Described by the organizers as the biggest demonstration of international support for the health of the global environment since UNCED, the Clean up the World campaign, which took place in September 1992, received support from 90 cities all over the world. The project had development funding from UNEP and the U.S.-based EGBAR Foundation. Clean up the World was developed, coordinated and promoted by Clean Up Australia, a community-based environmental organization, in conjunction with UNEP. The campaign was designed to focus attention on the need for local action in dealing with environmental problems. The second Clean Up the World campaign was held during the weekend of September 16 to 18, 1993. Clean Up the World could become the world's largest community event.

Developing an alternative public transport plan was the focus of the LinkUp Conference held in Sydney, Australia in August 1993. The conference, attended by over 200 transport, environmental and community welfare activists, examined the draft of an alternative transport plan. Recognizing that motor vehicles constitute the single biggest source of atmospheric pollution, the LinkUp plan stresses that to become ecologically sustainable, Sydney's transport system must reduce emissions of global warming gasses and ozone depleters, use energy efficiently and use resources and land wisely with minimum impact on urban bushland, vegetation, air and water resources.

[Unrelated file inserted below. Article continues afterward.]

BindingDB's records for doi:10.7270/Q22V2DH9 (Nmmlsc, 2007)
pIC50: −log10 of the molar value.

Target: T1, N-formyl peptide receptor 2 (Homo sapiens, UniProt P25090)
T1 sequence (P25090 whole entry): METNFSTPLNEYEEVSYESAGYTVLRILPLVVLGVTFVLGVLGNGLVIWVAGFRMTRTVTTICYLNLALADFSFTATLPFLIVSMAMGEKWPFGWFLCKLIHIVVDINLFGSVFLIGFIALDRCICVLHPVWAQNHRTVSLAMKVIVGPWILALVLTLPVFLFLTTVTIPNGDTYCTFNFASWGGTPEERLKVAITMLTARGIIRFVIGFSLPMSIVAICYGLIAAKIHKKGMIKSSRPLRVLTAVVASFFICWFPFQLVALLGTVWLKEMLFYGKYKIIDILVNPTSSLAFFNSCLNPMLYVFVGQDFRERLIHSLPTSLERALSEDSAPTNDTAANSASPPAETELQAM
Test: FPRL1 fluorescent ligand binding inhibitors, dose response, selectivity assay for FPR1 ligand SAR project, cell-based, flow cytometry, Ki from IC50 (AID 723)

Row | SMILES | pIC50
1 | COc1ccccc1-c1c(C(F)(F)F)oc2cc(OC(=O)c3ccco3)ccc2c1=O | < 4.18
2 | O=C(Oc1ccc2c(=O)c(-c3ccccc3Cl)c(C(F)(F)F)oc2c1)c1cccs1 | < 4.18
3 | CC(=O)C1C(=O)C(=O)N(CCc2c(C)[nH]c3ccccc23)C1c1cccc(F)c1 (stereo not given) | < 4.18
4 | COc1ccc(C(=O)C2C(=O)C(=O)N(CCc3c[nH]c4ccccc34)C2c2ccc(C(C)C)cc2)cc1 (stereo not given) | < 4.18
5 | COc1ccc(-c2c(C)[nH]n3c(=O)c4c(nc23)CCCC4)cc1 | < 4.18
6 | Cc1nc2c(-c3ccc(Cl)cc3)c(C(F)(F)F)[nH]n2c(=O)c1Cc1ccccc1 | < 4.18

The Sierra Club has hired an African-American civil rights leader to establish links with rural minority communities in the South of the United States. It organized a tour by an all-white delegation to a poor rural black neighborhood abutting a federally designated Superfund site in Mississippi in an effort to show solidarity with the "environmental justice" movement in opposing degradation of land, water and air in minority neighborhoods, in view of mounting evidence that US pollution disproportionately harms minorities.

The Environment Agency of Japan (EA) launched Asia's first international network to monitor acid rain, along the lines of networks and treaties in Europe and North America. The Environment Agency plans to invite scientists and administrators from East Asian countries to discuss the problem and try to reach a consensus on policy. The three year project aims to establish monitoring stations in some 20 locations ranging from Indonesia and various places in Southeast Asia, to Siberia. The EA is hopeful that this will lead to a treaty on acid rain.